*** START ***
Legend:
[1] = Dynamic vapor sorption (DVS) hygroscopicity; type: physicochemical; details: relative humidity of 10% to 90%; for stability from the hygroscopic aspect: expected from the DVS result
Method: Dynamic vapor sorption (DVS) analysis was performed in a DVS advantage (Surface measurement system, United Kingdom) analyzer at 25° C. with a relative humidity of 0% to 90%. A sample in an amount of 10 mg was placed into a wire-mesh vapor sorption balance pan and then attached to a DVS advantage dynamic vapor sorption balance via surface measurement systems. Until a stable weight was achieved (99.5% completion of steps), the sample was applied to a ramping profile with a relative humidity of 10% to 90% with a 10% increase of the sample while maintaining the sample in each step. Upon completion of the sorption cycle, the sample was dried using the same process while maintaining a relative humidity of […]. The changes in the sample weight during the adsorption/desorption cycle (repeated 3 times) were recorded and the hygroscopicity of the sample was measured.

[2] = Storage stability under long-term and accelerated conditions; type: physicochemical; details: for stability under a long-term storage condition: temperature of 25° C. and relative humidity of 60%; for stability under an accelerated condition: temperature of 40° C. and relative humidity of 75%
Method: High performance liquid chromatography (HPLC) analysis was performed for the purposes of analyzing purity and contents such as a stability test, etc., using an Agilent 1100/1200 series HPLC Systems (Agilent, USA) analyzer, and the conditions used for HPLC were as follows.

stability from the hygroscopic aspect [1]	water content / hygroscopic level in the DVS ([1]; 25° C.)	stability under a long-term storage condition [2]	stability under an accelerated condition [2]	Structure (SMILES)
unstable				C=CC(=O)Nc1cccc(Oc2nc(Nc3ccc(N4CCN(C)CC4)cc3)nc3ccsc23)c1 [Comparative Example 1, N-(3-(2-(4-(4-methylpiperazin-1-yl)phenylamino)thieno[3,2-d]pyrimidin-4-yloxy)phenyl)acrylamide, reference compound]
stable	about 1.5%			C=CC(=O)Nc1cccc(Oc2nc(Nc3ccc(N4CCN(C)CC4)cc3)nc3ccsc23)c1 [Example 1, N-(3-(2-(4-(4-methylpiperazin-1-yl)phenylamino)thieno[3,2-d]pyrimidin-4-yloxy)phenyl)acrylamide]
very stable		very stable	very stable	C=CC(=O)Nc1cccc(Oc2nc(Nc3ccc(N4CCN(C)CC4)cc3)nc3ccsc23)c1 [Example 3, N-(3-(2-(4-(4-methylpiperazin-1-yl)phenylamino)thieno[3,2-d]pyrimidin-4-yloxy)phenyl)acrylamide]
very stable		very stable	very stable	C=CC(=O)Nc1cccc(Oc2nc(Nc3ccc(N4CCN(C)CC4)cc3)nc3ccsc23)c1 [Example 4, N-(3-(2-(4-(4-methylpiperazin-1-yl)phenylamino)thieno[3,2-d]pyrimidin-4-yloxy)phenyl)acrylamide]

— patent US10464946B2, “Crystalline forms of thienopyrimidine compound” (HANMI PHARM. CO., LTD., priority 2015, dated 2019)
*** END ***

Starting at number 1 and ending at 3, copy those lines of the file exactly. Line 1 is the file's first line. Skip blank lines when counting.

Legend:
[1] = Dynamic vapor sorption (DVS) hygroscopicity; type: physicochemical; details: relative humidity of 10% to 90%; for stability from the hygroscopic aspect: expected from the DVS result
Method: Dynamic vapor sorption (DVS) analysis was performed in a DVS advantage (Surface measurement system, United Kingdom) analyzer at 25° C. with a relative humidity of 0% to 90%. A sample in an amount of 10 mg was placed into a wire-mesh vapor sorption balance pan and then attached to a DVS advantage dynamic vapor sorption balance via surface measurement systems. Until a stable weight was achieved (99.5% completion of steps), the sample was applied to a ramping profile with a relative humidity of 10% to 90% with a 10% increase of the sample while maintaining the sample in each step. Upon completion of the sorption cycle, the sample was dried using the same process while maintaining a relative humidity of […]. The changes in the sample weight during the adsorption/desorption cycle (repeated 3 times) were recorded and the hygroscopicity of the sample was measured.